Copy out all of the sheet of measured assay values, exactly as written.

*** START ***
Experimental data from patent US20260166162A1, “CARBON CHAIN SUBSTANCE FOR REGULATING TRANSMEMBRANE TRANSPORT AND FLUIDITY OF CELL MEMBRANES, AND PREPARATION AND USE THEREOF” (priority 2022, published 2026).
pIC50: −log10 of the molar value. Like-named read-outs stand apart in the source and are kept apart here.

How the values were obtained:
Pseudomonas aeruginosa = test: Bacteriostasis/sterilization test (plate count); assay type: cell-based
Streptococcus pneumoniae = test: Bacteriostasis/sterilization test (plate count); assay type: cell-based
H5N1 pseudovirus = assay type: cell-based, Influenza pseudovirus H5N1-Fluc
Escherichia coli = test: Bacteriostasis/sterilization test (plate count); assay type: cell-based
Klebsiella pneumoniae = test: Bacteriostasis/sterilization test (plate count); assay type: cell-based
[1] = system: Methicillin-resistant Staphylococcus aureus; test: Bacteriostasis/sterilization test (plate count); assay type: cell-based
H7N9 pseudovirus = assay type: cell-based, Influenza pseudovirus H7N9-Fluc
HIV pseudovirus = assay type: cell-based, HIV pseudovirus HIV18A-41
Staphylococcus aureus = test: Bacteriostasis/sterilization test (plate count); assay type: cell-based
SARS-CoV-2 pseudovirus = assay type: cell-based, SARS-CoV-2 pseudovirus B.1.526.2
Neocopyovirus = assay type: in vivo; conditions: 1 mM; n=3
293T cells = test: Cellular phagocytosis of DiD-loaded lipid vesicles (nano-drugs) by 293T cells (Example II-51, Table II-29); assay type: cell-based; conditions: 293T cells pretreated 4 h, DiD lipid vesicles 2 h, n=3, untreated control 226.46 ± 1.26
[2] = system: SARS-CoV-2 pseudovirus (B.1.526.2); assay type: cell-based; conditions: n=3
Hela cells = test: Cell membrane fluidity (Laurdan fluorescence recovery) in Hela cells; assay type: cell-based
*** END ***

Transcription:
Experimental data from patent US20260166162A1, “CARBON CHAIN SUBSTANCE FOR REGULATING TRANSMEMBRANE TRANSPORT AND FLUIDITY OF CELL MEMBRANES, AND PREPARATION AND USE THEREOF” (priority 2022, published 2026).
pIC50: −log10 of the molar value. Like-named read-outs stand apart in the source and are kept apart here.

How the values were obtained:
Pseudomonas aeruginosa = test: Bacteriostasis/sterilization test (plate count); assay type: cell-based
Streptococcus pneumoniae = test: Bacteriostasis/sterilization test (plate count); assay type: cell-based
H5N1 pseudovirus = assay type: cell-based, Influenza pseudovirus H5N1-Fluc
Escherichia coli = test: Bacteriostasis/sterilization test (plate count); assay type: cell-based
Klebsiella pneumoniae = test: Bacteriostasis/sterilization test (plate count); assay type: cell-based
[1] = system: Methicillin-resistant Staphylococcus aureus; test: Bacteriostasis/sterilization test (plate count); assay type: cell-based
H7N9 pseudovirus = assay type: cell-based, Influenza pseudovirus H7N9-Fluc
HIV pseudovirus = assay type: cell-based, HIV pseudovirus HIV18A-41
Staphylococcus aureus = test: Bacteriostasis/sterilization test (plate count); assay type: cell-based
SARS-CoV-2 pseudovirus = assay type: cell-based, SARS-CoV-2 pseudovirus B.1.526.2
Neocopyovirus = assay type: in vivo; conditions: 1 mM; n=3
293T cells = test: Cellular phagocytosis of DiD-loaded lipid vesicles (nano-drugs) by 293T cells (Example II-51, Table II-29); assay type: cell-based; conditions: 293T cells pretreated 4 h, DiD lipid vesicles 2 h, n=3, untreated control 226.46 ± 1.26
[2] = system: SARS-CoV-2 pseudovirus (B.1.526.2); assay type: cell-based; conditions: n=3
Hela cells = test: Cell membrane fluidity (Laurdan fluorescence recovery) in Hela cells; assay type: cell-based